6 Requirements Of An Insurance Contract [Explained]

Requirements of Insurance Contract

Insurance companies normally insure only pure risks but all risks are not insurable. For insurance certain requirements must be fulfilled before a pure risk can be insured.

From the insurer i.e. insurance company point of view, there are usually six requirements or essentials of the insurance contract. They are mentioned below:

A Large Number of Exposure Units

To insure against risks, a significant number of exposure units must be present and categorized into groups that share similar risks from one or more perils.

While not necessarily identical, these groups should be large enough to allow for accurate loss predictions through the application of the law of large numbers.

As an example, a sizeable collection of nighttime bus routes in the United States could be considered a suitable exposure unit for property insurance purposes.

By accumulating data on losses over an extended period, the insurer can make reasonably reliable forecasts about potential losses for the entire group.

Accidental and Unintentional Loss

For insurance to be effective, any losses incurred must be accidental and unintentional, beyond the control of the insured, and unforeseen.

This requirement is essential for two reasons. Firstly, if insurance is paid out for intentional losses, it can increase moral hazard, leading to a rise in premiums. This could result in fewer people being willing to take out an insurance policy, which in turn would reduce the number of exposure units, making it difficult for the insurer to accurately predict future losses.

Secondly, the law of large numbers, which forms the basis of insurance risk assessment, relies on the randomness of events. If an event is intentional, it cannot be considered random, and it becomes impossible to accurately predict future losses.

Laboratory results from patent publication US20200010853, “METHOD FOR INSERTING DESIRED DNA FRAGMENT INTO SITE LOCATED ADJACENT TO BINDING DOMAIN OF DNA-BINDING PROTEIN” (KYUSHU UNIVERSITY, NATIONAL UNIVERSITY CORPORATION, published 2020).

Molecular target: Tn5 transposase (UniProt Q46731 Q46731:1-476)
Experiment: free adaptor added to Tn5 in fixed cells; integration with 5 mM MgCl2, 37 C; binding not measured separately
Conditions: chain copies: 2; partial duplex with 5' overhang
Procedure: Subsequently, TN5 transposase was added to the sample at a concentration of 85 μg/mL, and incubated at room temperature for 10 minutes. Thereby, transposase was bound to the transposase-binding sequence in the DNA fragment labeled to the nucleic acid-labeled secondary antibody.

Determinable and Measurable Loss

One of the essential requirements of an insurance contract is that any loss incurred must be both measurable and determinable. This means that the loss must be clear and specific in terms of its reason, place, time, and amount.

In the case of life insurance policies, this requirement is relatively easy to fulfill, as the cause and timing of the insured person’s death can typically be determined.

However, in the case of fire or marine insurance, expert technical assessment is often necessary to determine the cause and extent of the loss.

The primary purpose of this requirement is to enable the insurer to accurately determine the amount of loss and subsequently pay out the appropriate amount to the insured.

No Catastrophic Loss

An essential criterion for insurance contracts is that losses should not be catastrophic. This means that a substantial number of exposure units should not suffer losses simultaneously.

If all units in a given class incur a loss at the same time, then the pooling technique becomes unworkable, leading to a sharp increase in premiums. This situation occurs when losses are spread across the entire group, even when only a few units experience them.

While insurers aim to avoid catastrophic losses, they do occur periodically due to natural disasters such as floods, earthquakes, and forest fires. To address such events, insurers may take measures such as reinsurance with other insurance companies, spreading coverage over large geographical areas, and so on.

Calculable Chance of Loss

A crucial requirement for an insurance contract is the ability to calculate the probability of loss accurately. The insurer must be able to determine both the average frequency and average severity of potential losses with reasonable precision.

Frequency pertains to the rate at which events are likely to occur over time, while severity concerns the magnitude of the resulting loss.

This requirement is critical for establishing appropriate premium amounts for the policy, ensuring that they are sufficient to cover claims and operating expenses while also generating a profit during the policy period.

Economically Feasible Premium

The primary requirement for insurance policies is that the premium must be economically viable, meaning that the insured party should be able to afford the premium payment.

To make insurance an attractive option, the premium paid by the insured party should be significantly less than the face value or amount of the policy.

Achieving an economically feasible premium requires a relatively low probability of loss. However, accurately estimating the likelihood of loss can be challenging, making it difficult to calculate appropriate premiums.

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